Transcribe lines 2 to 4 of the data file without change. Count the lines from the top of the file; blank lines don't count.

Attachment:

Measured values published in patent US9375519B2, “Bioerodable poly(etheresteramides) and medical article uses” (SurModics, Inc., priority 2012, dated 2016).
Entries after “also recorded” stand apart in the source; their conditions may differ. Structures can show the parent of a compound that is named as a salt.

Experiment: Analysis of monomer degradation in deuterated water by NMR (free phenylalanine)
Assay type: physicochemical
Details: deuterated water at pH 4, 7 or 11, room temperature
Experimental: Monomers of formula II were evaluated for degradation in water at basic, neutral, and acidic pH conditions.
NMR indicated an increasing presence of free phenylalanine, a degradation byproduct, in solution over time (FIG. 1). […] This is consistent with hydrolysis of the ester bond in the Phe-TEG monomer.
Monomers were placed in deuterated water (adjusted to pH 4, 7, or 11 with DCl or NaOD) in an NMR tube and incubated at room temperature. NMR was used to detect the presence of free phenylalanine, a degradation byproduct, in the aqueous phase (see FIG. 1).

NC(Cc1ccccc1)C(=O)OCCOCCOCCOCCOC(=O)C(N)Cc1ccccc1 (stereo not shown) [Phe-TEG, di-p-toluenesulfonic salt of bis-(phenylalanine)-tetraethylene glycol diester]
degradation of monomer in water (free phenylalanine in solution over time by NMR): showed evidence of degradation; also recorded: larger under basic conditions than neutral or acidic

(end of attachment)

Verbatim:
Entries after “also recorded” stand apart in the source; their conditions may differ. Structures can show the parent of a compound that is named as a salt.

Experiment: Analysis of monomer degradation in deuterated water by NMR (free phenylalanine)
Assay type: physicochemical